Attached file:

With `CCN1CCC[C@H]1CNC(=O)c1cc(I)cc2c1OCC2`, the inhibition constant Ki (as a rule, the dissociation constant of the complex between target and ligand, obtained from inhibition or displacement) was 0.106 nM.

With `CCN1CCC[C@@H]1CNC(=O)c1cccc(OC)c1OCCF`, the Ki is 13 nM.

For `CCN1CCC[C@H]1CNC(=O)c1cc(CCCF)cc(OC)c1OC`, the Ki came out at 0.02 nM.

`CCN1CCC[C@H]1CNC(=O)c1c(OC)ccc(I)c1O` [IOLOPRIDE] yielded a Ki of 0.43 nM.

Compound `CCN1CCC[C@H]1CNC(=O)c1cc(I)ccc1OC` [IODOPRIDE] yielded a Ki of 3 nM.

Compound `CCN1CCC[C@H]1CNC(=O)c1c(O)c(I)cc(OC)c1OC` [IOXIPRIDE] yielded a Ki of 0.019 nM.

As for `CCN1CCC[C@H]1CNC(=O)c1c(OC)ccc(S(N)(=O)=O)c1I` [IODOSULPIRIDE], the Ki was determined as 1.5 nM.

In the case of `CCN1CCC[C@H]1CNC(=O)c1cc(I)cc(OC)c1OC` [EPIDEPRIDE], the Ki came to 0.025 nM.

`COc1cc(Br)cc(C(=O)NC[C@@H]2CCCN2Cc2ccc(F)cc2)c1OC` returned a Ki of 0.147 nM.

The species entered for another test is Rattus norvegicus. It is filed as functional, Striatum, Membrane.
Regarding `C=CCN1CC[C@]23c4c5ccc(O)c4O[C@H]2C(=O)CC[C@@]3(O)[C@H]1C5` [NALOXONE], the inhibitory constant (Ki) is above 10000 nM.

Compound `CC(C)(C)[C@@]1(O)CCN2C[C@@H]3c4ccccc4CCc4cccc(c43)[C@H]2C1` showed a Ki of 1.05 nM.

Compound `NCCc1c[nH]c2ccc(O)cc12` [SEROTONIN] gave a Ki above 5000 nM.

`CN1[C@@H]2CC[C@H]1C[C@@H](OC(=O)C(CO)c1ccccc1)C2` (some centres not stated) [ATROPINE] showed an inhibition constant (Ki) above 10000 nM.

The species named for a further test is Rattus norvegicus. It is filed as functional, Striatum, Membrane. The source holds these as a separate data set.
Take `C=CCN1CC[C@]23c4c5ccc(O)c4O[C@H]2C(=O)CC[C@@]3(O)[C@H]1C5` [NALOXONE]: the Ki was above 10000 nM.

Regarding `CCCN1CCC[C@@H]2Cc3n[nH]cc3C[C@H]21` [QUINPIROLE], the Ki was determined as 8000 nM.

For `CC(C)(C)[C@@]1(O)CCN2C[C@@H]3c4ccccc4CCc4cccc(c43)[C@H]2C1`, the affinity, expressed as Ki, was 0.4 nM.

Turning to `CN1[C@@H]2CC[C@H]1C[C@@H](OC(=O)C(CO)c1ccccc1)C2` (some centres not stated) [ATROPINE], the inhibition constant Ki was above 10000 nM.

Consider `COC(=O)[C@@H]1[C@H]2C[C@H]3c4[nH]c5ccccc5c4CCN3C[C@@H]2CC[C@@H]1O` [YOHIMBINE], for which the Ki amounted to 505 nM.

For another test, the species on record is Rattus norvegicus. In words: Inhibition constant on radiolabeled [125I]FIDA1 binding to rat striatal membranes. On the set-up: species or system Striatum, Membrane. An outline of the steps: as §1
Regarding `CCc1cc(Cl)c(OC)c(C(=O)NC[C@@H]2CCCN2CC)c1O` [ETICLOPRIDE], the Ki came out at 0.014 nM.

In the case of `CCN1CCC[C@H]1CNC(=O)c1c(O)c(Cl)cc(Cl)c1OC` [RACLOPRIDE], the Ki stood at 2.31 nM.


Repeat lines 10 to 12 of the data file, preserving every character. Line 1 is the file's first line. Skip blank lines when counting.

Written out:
The species entered for another test is Rattus norvegicus. It is filed as functional, Striatum, Membrane.
Regarding `C=CCN1CC[C@]23c4c5ccc(O)c4O[C@H]2C(=O)CC[C@@]3(O)[C@H]1C5` [NALOXONE], the inhibitory constant (Ki) is above 10000 nM.

Compound `CC(C)(C)[C@@]1(O)CCN2C[C@@H]3c4ccccc4CCc4cccc(c43)[C@H]2C1` showed a Ki of 1.05 nM.